The LA Times article yesterday quoted an epidemiologist Rebecca Schmidt of the UC Davis MIND Institute saying that women who reported that they had not taken prenatal vitamins immediately before and during a pregnancy were twice as likely to have a child with autism. The researchers asked 700 women retrospectively if they were taking vitamins – a strategy that has been shown to be less than reliable. (Do YOU remember what you did six months or five years ago?) These women had children who were 2 to 5 years old and were diagnosed with autism. An interesting twist to the research was an attempt to stratify the women and screen them for two gene variants that are affected by taking supplemental folic acid and that have been linked to autism in prior research. The two gene variants were MTHFR and COMT. We’ve known that MTHFR (methylene tetrahydrofolate reductase) is a key enzyme in folic acid metabolism and that if a woman has a variant in this gene that she is at increased risk for giving birth to a child with neural tube defects. We also know that folic acid, vitamin B6 and vitamin B12 supplementation can “over ride” this gene uniqueness. COMT (catechol-o-methyl transferase) is a key enzyme involved in the metabolism of compounds such as catecholamines (epinephrine and norepinephrine), estrogens, and other pharmaceutical drugs and environmental toxins. B vitamins also may help negate the effect of this gene variant, but the situation is more complex than just adding vitamins.

So the LA Times article was helpful and reiterated what we’ve known for many years: prior to conception women (and probably also men) should supplement their diet with folic acid and other B vitamins. But claiming that autism rates were up to seven times higher in women with one of the gene variants was perhaps a little bit of a leap. (and attention-grabbing…because of course it got MY attention, right?!)

About the same time that the article was published I read an article in the Atlantic Monthly by David Freeman which chronicled the work of Dr. John Ioannidis. He is known for his mathematical models that show that most of today’s medical research is questionable. Quoting Freeman:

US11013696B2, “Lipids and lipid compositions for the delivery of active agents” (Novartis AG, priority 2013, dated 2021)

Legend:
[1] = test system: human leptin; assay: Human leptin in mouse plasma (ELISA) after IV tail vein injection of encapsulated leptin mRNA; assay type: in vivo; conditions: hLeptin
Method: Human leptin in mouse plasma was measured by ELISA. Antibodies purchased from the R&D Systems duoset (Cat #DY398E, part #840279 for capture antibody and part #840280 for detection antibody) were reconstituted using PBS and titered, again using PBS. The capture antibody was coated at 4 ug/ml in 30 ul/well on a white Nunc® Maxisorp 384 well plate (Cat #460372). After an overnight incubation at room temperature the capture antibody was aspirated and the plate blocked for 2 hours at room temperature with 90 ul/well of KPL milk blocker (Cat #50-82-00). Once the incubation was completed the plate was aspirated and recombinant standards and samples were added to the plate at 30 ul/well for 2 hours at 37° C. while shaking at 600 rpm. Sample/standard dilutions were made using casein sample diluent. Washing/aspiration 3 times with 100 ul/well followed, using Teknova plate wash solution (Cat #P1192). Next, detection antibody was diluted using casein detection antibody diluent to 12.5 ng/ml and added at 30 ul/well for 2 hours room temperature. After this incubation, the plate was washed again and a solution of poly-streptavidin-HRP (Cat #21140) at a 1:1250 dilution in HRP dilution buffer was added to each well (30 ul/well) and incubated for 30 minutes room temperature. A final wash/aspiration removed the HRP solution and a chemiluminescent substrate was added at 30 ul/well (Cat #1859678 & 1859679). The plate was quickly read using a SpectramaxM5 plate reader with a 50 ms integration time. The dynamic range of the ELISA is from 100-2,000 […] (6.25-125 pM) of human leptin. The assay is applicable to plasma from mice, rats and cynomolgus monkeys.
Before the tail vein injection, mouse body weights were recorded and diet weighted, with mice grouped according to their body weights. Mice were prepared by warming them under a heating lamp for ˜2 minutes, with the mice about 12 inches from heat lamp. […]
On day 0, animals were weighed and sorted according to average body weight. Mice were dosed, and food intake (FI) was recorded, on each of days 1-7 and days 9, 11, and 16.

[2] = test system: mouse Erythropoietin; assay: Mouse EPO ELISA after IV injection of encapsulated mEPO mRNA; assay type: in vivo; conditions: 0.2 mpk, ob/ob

“In the paper, Ioannidis laid out a detailed mathematical proof that, assuming modest levels of researcher bias, typically imperfect research techniques, and the well-known tendency to focus on exciting rather than highly plausible theories, researchers will come up with wrong findings most of the time….His model predicted, in different fields of medical research, rates of wrongness roughly corresponding to the observed rates at which findings were later convincingly refuted: 80 percent of non-randomized studies (by far the most common type) turn out to be wrong, as do 25% of supposedly gold-standard randomized trials, and as much as 10% of large randomized trials. The article spelled out his belief that researchers were frequently manipulating data analyses, chasing career-advancing findings rather than good science, and even using th peer-review process to suppress opposing views.”

So, the upshot? I recommend prenatal vitamins prior to conception. I recommend a pre-conception visit to review health history, medications, supplements and screen a pap smear, a rubella titer and possibly genetic counseling depending on the prospective parents’ ages, ethnic backgrounds and family histories. A pre-conception visit is an excellent time to look at stress-management tools, work schedule adjustments, and possibly bring up parenting styles and beliefs for consideration. A thoughtful, planned pregnancy is ideal. Since upwards of two thirds of pregnancies are unplanned, however, I encourage daily vitamin use for all people who are sexually active.